Congress committee on China defends its critical stance on Hong Kong against top US envoy in city
Kurt Tong said city’s unique governing formula working well and distanced himself from recent comments by US congressional commission on China
Twenty years after the handover to China, Hong Kong has a promising future as a bridge between its sovereign and the rest of the world, and the “one country, two systems” model is working well, the top US envoy in the city says.
In an interview with the Post, American consul-general Kurt Tong rejected a US congressional panel’s recent criticism of Hong Kong’s political situation and distanced his mission from any isolationist or protectionist signals from the Donald Trump administration.
But the congressional panel has hit back against criticism from the envoy. A spokesman for the US Congressional-Executive Commission on China (CECC) said that both the US State Department and the Hong Kong Economic and Trade Office declined repeated requests to testify at its hearing on Hong Kong.
Watch: US consul general says ‘one country, two systems’ is key to success
Tong, who took the helm at the US consulate in August last year, said his government was still very much in the business of building better relations with Hong Kong, and he expected incoming leader Carrie Lam Cheng Yuet-ngor to forge deeper ties with the US.
“My basic story is that Hong Kong is working, and the idea of ‘one country, two systems’ is working,” Tong said, before returning to Washington next week to deliver his assessment of the current situation in the city.
“The task for everyone now is to continue to build on the success, not question it.”
The city, with its strong legal system, still had “real value” in China’s overall endeavour to integrate economically and socially with the rest of the world, said Tong, a trade veteran and former US ambassador to the Asia-Pacific Economic Cooperation (Apec) forum.
Asked what he thought of the CECC’s increasingly negative assessments of Hong Kong’s political situation, including the testimony of local opposition figures, Tong said: “Perhaps the congressional panel should have invited me to testify. Based on my year here, talking to a lot of people, the [general view] is Hong Kong is working ... The fact that mistakes have been made doesn’t overshadow the overall success story of Hong Kong.”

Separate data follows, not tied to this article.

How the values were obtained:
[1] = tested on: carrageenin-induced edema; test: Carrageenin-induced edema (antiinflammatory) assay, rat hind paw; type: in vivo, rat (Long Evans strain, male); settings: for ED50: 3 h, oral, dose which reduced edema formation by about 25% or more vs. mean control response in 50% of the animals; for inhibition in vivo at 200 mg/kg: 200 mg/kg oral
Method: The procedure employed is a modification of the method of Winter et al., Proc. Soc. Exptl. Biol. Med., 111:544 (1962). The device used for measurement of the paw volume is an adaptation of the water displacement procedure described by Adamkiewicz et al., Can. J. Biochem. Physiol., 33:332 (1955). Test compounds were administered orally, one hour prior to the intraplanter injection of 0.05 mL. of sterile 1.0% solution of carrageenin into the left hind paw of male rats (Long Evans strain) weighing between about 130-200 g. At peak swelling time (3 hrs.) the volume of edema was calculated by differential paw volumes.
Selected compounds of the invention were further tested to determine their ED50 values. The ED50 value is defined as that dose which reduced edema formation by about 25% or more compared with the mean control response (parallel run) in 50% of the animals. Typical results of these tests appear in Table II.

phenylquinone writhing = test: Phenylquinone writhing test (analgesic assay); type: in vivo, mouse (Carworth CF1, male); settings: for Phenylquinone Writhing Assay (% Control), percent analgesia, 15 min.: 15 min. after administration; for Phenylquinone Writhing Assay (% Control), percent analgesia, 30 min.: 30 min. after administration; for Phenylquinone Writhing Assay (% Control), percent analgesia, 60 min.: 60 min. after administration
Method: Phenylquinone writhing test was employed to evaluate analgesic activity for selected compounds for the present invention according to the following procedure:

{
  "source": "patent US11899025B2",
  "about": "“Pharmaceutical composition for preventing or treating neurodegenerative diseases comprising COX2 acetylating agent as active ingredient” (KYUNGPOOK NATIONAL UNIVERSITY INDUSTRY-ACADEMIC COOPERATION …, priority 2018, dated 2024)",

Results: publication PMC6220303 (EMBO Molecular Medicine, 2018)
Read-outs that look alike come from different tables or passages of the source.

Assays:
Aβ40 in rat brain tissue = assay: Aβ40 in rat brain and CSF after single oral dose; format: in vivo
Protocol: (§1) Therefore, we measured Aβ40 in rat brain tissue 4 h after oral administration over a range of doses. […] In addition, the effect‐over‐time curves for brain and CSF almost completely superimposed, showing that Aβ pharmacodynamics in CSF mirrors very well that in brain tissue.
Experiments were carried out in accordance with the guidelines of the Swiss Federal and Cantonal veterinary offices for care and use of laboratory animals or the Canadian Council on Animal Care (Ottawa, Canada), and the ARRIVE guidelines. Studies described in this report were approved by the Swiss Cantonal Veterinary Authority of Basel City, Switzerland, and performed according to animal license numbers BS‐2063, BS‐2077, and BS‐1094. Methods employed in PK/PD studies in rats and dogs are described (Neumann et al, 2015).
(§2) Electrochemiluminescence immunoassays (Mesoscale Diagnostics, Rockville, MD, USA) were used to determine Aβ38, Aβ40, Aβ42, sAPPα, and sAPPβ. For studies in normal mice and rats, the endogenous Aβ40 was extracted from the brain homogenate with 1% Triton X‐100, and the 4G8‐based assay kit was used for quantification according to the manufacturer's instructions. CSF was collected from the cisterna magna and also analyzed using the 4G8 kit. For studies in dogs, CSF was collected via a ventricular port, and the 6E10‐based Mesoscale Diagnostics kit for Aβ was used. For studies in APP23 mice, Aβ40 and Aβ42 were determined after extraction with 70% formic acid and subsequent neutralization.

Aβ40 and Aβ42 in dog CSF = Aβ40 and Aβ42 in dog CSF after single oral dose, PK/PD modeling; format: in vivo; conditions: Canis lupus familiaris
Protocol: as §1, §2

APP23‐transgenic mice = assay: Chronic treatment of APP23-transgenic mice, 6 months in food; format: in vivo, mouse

Watch: Top diplomat says US will continue to be key player in Asia-Pacific
People still enjoyed the same basic freedoms “to a large extent” as they had before the 1997 handover, he noted.
Last month, the congressional commission angered Beijing by inviting Hong Kong’s last colonial governor, Chris Patten, two pan-democrats and bookseller Lam Wing-kee to testify at its hearing, where they said Hong Kong’s autonomy was declining.
Commission chairman Senator Marco Rubio and two of his colleagues are sponsoring the Hong Kong Human Rights and Democracy Act, which seeks to penalise officials in mainland China and Hong Kong whom the US government holds responsible for suppressing the city’s basic freedoms.
The “mistakes” Tong mentioned referred in particular to concerns that mainland agents might have carried out law enforcement work outside their jurisdiction in the case of Hong Kong booksellers who went missing.
Tong dismissed suggestions that US politicians were using Hong Kong as leverage against China, stressing that both countries had a shared interest in the city’s success.
The diplomat said he had met the chief executive-elect several times after her election, and described Lam as “very committed” and “extraordinarily hardworking”.
“I hope her administration will be energetic ... in pursuing and responding to the needs of Hong Kong people,” he said. “As a foreign representative in Hong Kong, I also hope she will be reaching out to other countries ... to build deeper international relationships for Hong Kong.”
Tong noted Hongkongers were now excited about economic opportunities arising from the mainland’s belt and road trade strategy, but he hoped “Hong Kong will be energetic in all directions”, reminding them that Apec was a “good programme too”.
The focus for strengthening US-Hong Kong ties could be on economic, cultural and educational relations, he suggested.
He also called for more efforts in the technology field, identified as a weakness in the city’s competitiveness. Hong Kong had not yet tapped into the full potential of US tech companies investing here, Tong noted.